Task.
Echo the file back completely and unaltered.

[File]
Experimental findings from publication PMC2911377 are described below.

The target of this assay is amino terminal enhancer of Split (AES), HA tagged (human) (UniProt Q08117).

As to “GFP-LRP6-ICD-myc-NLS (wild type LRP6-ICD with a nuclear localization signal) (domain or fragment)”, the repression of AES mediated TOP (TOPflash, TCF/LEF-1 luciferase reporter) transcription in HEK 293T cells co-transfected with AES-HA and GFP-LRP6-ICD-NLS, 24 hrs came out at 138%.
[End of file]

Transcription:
Experimental findings from publication PMC2911377 are described below.

The target of this assay is amino terminal enhancer of Split (AES), HA tagged (human) (UniProt Q08117).

As to “GFP-LRP6-ICD-myc-NLS (wild type LRP6-ICD with a nuclear localization signal) (domain or fragment)”, the repression of AES mediated TOP (TOPflash, TCF/LEF-1 luciferase reporter) transcription in HEK 293T cells co-transfected with AES-HA and GFP-LRP6-ICD-NLS, 24 hrs came out at 138%.